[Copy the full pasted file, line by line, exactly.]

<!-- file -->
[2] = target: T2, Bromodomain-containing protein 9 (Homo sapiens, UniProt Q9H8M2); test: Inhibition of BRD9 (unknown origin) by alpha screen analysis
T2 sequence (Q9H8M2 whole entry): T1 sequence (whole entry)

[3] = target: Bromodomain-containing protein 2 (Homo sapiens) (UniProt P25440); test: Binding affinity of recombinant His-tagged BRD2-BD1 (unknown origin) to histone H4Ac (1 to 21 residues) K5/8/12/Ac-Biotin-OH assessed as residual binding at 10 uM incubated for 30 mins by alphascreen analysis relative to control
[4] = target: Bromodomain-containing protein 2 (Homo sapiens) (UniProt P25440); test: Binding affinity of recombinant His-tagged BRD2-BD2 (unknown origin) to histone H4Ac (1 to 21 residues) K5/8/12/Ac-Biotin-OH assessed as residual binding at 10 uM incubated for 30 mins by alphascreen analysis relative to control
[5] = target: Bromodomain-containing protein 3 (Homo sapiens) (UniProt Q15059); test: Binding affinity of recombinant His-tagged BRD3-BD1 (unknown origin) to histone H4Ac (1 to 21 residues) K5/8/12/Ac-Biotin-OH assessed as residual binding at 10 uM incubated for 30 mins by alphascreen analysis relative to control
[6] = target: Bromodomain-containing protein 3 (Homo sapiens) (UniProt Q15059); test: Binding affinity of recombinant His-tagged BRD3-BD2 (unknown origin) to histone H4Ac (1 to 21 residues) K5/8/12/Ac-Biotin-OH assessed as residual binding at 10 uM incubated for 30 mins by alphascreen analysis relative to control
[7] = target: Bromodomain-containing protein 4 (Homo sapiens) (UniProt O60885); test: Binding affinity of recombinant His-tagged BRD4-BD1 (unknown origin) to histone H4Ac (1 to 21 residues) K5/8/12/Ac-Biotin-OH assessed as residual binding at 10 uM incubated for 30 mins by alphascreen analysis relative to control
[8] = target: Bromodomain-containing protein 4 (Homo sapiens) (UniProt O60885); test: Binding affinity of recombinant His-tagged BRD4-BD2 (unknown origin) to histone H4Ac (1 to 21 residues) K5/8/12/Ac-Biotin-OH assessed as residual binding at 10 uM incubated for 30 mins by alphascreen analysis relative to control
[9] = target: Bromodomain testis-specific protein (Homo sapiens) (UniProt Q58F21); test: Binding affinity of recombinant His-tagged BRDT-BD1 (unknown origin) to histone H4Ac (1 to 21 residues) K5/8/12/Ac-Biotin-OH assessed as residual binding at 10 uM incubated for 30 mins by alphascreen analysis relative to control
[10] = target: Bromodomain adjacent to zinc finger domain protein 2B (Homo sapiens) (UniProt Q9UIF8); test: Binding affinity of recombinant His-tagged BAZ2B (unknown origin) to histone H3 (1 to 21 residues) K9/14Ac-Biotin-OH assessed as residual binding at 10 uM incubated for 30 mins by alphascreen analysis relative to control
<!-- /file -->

[2] = target: T2, Bromodomain-containing protein 9 (Homo sapiens, UniProt Q9H8M2); test: Inhibition of BRD9 (unknown origin) by alpha screen analysis
T2 sequence (Q9H8M2 whole entry): T1 sequence (whole entry)

[3] = target: Bromodomain-containing protein 2 (Homo sapiens) (UniProt P25440); test: Binding affinity of recombinant His-tagged BRD2-BD1 (unknown origin) to histone H4Ac (1 to 21 residues) K5/8/12/Ac-Biotin-OH assessed as residual binding at 10 uM incubated for 30 mins by alphascreen analysis relative to control
[4] = target: Bromodomain-containing protein 2 (Homo sapiens) (UniProt P25440); test: Binding affinity of recombinant His-tagged BRD2-BD2 (unknown origin) to histone H4Ac (1 to 21 residues) K5/8/12/Ac-Biotin-OH assessed as residual binding at 10 uM incubated for 30 mins by alphascreen analysis relative to control
[5] = target: Bromodomain-containing protein 3 (Homo sapiens) (UniProt Q15059); test: Binding affinity of recombinant His-tagged BRD3-BD1 (unknown origin) to histone H4Ac (1 to 21 residues) K5/8/12/Ac-Biotin-OH assessed as residual binding at 10 uM incubated for 30 mins by alphascreen analysis relative to control
[6] = target: Bromodomain-containing protein 3 (Homo sapiens) (UniProt Q15059); test: Binding affinity of recombinant His-tagged BRD3-BD2 (unknown origin) to histone H4Ac (1 to 21 residues) K5/8/12/Ac-Biotin-OH assessed as residual binding at 10 uM incubated for 30 mins by alphascreen analysis relative to control
[7] = target: Bromodomain-containing protein 4 (Homo sapiens) (UniProt O60885); test: Binding affinity of recombinant His-tagged BRD4-BD1 (unknown origin) to histone H4Ac (1 to 21 residues) K5/8/12/Ac-Biotin-OH assessed as residual binding at 10 uM incubated for 30 mins by alphascreen analysis relative to control
[8] = target: Bromodomain-containing protein 4 (Homo sapiens) (UniProt O60885); test: Binding affinity of recombinant His-tagged BRD4-BD2 (unknown origin) to histone H4Ac (1 to 21 residues) K5/8/12/Ac-Biotin-OH assessed as residual binding at 10 uM incubated for 30 mins by alphascreen analysis relative to control
[9] = target: Bromodomain testis-specific protein (Homo sapiens) (UniProt Q58F21); test: Binding affinity of recombinant His-tagged BRDT-BD1 (unknown origin) to histone H4Ac (1 to 21 residues) K5/8/12/Ac-Biotin-OH assessed as residual binding at 10 uM incubated for 30 mins by alphascreen analysis relative to control
[10] = target: Bromodomain adjacent to zinc finger domain protein 2B (Homo sapiens) (UniProt Q9UIF8); test: Binding affinity of recombinant His-tagged BAZ2B (unknown origin) to histone H3 (1 to 21 residues) K9/14Ac-Biotin-OH assessed as residual binding at 10 uM incubated for 30 mins by alphascreen analysis relative to control